PUTRAJAYA, Malaysia – The trial of two women accused of murdering the North Korean leader's half-brother faced further delays Thursday, January 24, as the prosecution tried to block the release of key witness statements sought by the defense.
The brazen assassination in February 2017 shocked the world but the women have denied murder, saying they believed they were taking part in a prank and were tricked by North Korean agents.
Proceedings in the trial of the women, in their 20s, have moved slowly due to the large number of witnesses and the fact that hearings are held infrequently.
The case was temporarily halted late last year after Aisyah's lawyers lodged an appeal to get access to key witness statements, which prosecutors argue should not be made public.
The 7 statements are from individuals including someone who drove Kim Jong-nam around in Malaysia and acquaintances of Aisyah.
A court in the administrative capital Putrajaya ruled Thursday the statements should be given to the defense.
"The Court of Appeal has allowed our application that the statements of the 7 witnesses that we were asking for must be supplied to the defense within two weeks from today," Aisyah's lawyer, Gooi Soon Seng, told reporters.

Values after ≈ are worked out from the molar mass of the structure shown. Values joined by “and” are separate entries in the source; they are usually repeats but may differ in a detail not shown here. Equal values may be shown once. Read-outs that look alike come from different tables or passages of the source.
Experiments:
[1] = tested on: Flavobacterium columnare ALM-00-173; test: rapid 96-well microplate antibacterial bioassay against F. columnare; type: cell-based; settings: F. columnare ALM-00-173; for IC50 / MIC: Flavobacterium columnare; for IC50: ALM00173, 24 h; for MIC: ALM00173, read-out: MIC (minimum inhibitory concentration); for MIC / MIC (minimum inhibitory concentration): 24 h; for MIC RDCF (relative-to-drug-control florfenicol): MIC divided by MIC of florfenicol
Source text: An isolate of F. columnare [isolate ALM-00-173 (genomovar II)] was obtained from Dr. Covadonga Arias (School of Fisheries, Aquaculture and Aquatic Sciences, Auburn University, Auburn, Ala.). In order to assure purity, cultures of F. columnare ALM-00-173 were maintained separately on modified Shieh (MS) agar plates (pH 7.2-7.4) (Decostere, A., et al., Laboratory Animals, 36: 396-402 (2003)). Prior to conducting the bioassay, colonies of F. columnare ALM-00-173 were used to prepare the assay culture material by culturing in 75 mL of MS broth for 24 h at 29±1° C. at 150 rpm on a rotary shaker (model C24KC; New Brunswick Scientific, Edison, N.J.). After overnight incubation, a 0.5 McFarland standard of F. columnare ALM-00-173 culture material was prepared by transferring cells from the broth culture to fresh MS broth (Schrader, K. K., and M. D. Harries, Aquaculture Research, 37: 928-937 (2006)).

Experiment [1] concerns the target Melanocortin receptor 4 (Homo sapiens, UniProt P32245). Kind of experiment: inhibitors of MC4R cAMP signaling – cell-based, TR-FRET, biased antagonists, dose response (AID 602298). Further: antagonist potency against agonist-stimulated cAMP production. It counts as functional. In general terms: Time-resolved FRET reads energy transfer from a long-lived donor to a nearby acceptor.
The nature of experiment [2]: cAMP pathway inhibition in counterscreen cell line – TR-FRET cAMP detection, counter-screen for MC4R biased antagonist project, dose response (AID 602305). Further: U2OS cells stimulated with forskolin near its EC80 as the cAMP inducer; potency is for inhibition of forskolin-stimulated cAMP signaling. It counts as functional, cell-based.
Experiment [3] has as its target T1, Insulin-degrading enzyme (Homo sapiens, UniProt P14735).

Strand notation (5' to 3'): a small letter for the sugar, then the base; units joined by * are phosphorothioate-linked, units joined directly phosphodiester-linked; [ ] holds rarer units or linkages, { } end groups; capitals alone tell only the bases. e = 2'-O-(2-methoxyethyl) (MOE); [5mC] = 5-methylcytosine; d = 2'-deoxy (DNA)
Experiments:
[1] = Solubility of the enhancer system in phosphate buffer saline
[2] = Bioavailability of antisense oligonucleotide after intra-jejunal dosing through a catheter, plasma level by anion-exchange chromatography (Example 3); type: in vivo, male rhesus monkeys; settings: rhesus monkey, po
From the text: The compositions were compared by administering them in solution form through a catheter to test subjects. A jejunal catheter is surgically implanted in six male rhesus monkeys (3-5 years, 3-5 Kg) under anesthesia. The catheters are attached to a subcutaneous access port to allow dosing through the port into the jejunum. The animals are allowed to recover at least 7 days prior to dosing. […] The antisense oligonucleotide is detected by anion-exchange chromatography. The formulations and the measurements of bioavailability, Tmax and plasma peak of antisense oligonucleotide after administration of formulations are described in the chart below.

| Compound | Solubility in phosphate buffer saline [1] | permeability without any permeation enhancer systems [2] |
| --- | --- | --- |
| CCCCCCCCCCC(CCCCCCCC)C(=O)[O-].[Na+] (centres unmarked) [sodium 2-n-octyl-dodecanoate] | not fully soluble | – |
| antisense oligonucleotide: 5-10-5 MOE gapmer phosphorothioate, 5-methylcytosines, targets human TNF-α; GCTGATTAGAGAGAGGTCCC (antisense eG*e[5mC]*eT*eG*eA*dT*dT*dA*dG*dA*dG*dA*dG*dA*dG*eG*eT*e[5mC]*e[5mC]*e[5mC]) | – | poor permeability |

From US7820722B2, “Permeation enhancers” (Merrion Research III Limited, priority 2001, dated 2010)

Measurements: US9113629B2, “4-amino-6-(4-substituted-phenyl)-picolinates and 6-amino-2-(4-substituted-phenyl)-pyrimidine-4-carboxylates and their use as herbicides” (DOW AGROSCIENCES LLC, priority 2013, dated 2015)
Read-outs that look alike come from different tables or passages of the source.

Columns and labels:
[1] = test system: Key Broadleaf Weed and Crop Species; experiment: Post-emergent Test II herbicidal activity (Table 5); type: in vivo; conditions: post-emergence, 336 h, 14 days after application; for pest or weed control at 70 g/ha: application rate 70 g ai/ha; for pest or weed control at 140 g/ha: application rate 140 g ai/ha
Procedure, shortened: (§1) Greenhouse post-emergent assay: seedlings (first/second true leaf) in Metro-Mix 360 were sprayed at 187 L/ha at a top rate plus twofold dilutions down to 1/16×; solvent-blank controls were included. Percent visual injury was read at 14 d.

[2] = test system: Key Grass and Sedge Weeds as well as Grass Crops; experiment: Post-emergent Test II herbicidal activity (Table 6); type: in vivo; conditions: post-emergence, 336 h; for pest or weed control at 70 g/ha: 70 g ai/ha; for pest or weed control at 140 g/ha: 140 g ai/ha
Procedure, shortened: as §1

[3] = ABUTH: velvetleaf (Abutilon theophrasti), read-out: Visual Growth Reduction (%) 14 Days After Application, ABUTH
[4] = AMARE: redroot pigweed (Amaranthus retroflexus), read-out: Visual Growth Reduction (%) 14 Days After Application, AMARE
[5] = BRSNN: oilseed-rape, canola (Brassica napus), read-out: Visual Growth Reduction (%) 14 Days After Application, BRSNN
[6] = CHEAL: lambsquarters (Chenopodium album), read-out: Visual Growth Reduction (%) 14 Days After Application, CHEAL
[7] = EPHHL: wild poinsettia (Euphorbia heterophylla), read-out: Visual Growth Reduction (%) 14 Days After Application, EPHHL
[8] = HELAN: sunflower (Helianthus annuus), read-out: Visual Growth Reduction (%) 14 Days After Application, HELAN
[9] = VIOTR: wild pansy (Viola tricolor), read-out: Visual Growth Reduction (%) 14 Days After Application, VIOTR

But prosecutor Mohammad Dusuki Mokhtar said the prosecution now planned to appeal to a higher court to seek to block the release of the statements.
The prosecution will also apply Monday, January 28, to the High Court, which is hearing the main trial of the women, for the case to be put on hold while the appeal is ongoing.
The case would be "more proper and more structured if the High Court gives a postponement," said Muhammad Iskandar Ahmad, another prosecutor.
Only Aisyah was in court Thursday, as the hearing related to an appeal by her legal team.
Under current laws, the women will be handed a death sentence if convicted of murdering the estranged relative of the North's leader, Kim Jong-un.
Malaysia's new government, which took power in May, has vowed to abolish capital punishment for all crimes and has put executions on hold before seeking a change of the law in parliament. – Rappler.com